Me and Arduino, down by the school yard

I feel like I’m one information set away from the people who attend this, but they are so darn cool that they are doing this that I have to forward this announcement. Go if you are at all interested – it’s a great bunch of folk. They just changed their name from “notbago” to “GO Tech

Here’s the note from Dale Grover:

It sounds like there’s enough interest to do a “Bare Bone Board” (Arduino clone) build night at the next GO Tech meeting, which is January 8.

What is an Arduino? From “Arduino is an open-source electronics prototyping platform based on flexible, easy-to-use hardware and software. It’s intended for artists, designers, hobbyists, and anyone interested in creating interactive objects or environments.” Or, if you prefer, it’s a minimal Atmel ATMega168 microprocessor circuit and all the software to program it over USB in C or a C-like language from Mac/Linux/Windows. The Arduino runs about $35. However, some folks have designed boards that use a USB to TTL serial cable, which means the board itself runs more like $10-$15. You only need one $20 cable to program any number of boards.

The ATMega168 has 16K of program space (a little less due to the bootloader, I think), 1K of RAM, some EEPROM, and decent analog input, pwm output, and general digital I/O.

Here’s my proposal. I can coordinate a group buy of the BBB boards from Modern Device (, and cables from some other source. I have had no problems so far running the software under Mac OS X (10.4), and it is supposed to run under Linux and that other operating system as well.

BBB kit–includes everything except a power supply (but you can run it off of USB). $10. (What a deal!) (This is the quantity pricing on the BBB. The RBBB is even cheaper, but I think the BBB is worth the little added cost.)

Optional: USB Cable–$20. You could skip this, see if you like the kit, and order the cable from Mouser or later. Just use someone else’s to make sure it runs.

Optional: Plastic bread board. $5. Approximately what AdaFruit sells. Lets you easily prototype with through-hole components. Worthwhile having.

I’ll supply LEDs, resistors, solder, 5 soldering stations, snips, a few “third hands”, etc.

What you would supply: If you have a decent iron, snips, third hand, then bring them.

If you would like to participate, send me the following directly to dgrover at redcedar dot com:

*Your name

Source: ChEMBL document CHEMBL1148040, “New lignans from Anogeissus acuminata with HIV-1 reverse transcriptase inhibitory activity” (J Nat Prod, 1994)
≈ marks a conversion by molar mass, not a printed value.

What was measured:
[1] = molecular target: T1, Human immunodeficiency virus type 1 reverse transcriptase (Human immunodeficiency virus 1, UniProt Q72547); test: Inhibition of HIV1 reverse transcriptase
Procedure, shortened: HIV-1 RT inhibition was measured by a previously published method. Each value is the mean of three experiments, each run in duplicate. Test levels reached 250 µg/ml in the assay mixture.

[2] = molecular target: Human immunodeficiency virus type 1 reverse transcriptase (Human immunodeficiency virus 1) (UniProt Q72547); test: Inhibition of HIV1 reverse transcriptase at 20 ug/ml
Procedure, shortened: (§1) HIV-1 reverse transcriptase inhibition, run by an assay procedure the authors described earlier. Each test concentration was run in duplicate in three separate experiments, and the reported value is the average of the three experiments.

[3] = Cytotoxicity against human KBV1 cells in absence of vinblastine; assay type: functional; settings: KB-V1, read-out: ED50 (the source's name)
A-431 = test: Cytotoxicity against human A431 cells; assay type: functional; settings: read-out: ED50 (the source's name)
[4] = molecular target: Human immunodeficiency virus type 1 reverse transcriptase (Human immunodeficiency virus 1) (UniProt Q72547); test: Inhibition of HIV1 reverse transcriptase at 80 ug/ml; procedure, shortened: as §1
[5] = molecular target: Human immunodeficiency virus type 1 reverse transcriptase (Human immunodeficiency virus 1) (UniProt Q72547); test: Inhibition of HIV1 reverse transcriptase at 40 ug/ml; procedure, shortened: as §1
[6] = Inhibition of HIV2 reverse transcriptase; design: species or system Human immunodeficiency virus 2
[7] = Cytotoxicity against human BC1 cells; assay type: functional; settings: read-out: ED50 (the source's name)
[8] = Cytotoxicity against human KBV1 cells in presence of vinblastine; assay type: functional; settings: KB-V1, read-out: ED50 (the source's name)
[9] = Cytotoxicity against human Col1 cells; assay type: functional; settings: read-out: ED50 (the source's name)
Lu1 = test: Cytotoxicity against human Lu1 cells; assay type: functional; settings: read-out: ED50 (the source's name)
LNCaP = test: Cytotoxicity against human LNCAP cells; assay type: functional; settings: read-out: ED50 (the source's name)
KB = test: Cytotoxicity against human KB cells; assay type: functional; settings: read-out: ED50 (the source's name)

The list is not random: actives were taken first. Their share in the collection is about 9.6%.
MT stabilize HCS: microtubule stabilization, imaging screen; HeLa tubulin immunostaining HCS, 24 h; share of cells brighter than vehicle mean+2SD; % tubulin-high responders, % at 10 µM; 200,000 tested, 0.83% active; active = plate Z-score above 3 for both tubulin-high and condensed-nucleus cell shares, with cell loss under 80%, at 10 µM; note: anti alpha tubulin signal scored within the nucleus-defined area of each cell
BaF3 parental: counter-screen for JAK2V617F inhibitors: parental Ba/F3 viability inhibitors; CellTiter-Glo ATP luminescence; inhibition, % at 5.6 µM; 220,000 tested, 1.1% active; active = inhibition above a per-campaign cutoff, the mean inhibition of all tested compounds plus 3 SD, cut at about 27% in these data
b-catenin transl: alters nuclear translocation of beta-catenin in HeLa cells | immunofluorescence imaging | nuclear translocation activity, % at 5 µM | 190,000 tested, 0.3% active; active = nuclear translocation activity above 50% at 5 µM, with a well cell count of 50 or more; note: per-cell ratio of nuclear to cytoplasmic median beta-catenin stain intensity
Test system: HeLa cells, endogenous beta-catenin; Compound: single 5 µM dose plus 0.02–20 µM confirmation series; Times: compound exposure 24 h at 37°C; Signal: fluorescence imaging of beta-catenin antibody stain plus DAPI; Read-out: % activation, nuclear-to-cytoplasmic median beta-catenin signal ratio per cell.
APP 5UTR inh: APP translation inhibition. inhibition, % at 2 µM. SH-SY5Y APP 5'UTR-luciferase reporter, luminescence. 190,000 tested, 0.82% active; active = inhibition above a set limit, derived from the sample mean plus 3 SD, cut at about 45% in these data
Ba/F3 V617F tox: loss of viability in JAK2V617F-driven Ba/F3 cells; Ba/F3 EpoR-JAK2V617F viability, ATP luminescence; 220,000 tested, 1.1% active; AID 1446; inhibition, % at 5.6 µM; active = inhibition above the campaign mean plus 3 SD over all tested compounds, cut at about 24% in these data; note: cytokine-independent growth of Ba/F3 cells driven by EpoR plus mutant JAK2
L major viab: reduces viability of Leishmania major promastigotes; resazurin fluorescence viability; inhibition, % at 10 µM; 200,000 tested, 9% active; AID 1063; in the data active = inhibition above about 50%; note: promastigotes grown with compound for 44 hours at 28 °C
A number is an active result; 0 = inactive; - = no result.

*What you want me to order–i.e., BBB kit ($10), USB cable ($20), bread board ($5).
*What tools you can bring–e.g., soldering iron (you’ll want a decent one), snips, etc.
*A statement that you’re kind of sorta sure you might be at the meeting, at which time you’ll do your darndest to pay me with a check or cash. *Please don’t send any money now.*

Or, you can just tell me you’re bringing your own BBB kit. (This helps in figuring out how many soldering stations to line up.)

These are fun little boards, the Arduino software makes it easy to just jump right in, and you can apparently also program in straight C using the software. The hardware can be programmed using the regular Atmel programmer as well.

I imagine we’d spend the first hour or so building, and the rest of the time exploring the software. It would be helpful if folks brought (in addition to a soldering station) a laptop with USB, with the Arduino software already installed, and perhaps even a printout of the excellent instructions for the BBB assembly.

That’s all for now.


NotBAGO is a meeting for Ann Arbor area readers of Make Magazine, Circuit Cellar, Home Shop Machinist, Kevin Kelly’s Cool Tools, slashdot, etc. That is, people who are interested in and make things using technology, whether that’s a metal cutting lathe or a Python script. A kind of generalized mixture of CerealBar, DorkBot, Oxford Geek night, and Portland Machinist Guild. We have machinists, electrical engineers, software folks, industrial control types, and so on. We share projects, information about tools and ideas, and connect with like-minded people.